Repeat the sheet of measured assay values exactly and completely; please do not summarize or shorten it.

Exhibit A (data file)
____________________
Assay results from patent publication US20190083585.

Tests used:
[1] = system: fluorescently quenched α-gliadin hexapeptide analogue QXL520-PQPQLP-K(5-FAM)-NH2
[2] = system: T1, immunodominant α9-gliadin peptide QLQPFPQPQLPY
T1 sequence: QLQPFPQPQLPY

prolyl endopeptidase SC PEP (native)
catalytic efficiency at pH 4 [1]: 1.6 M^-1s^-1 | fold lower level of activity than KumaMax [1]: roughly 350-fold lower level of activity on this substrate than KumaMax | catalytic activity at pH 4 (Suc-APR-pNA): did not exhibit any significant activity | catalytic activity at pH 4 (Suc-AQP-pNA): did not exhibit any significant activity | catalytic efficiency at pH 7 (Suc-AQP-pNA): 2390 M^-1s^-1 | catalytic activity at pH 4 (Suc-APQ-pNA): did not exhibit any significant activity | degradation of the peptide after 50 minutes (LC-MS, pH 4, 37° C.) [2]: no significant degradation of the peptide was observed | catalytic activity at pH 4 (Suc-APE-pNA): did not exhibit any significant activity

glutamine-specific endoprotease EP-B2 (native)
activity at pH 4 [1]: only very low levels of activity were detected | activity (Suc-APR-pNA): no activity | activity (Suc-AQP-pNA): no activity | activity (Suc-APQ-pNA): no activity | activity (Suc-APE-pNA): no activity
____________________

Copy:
Assay results from patent publication US20190083585.

Tests used:
[1] = system: fluorescently quenched α-gliadin hexapeptide analogue QXL520-PQPQLP-K(5-FAM)-NH2
[2] = system: T1, immunodominant α9-gliadin peptide QLQPFPQPQLPY
T1 sequence: QLQPFPQPQLPY

prolyl endopeptidase SC PEP (native)
catalytic efficiency at pH 4 [1]: 1.6 M^-1s^-1 | fold lower level of activity than KumaMax [1]: roughly 350-fold lower level of activity on this substrate than KumaMax | catalytic activity at pH 4 (Suc-APR-pNA): did not exhibit any significant activity | catalytic activity at pH 4 (Suc-AQP-pNA): did not exhibit any significant activity | catalytic efficiency at pH 7 (Suc-AQP-pNA): 2390 M^-1s^-1 | catalytic activity at pH 4 (Suc-APQ-pNA): did not exhibit any significant activity | degradation of the peptide after 50 minutes (LC-MS, pH 4, 37° C.) [2]: no significant degradation of the peptide was observed | catalytic activity at pH 4 (Suc-APE-pNA): did not exhibit any significant activity

glutamine-specific endoprotease EP-B2 (native)
activity at pH 4 [1]: only very low levels of activity were detected | activity (Suc-APR-pNA): no activity | activity (Suc-AQP-pNA): no activity | activity (Suc-APQ-pNA): no activity | activity (Suc-APE-pNA): no activity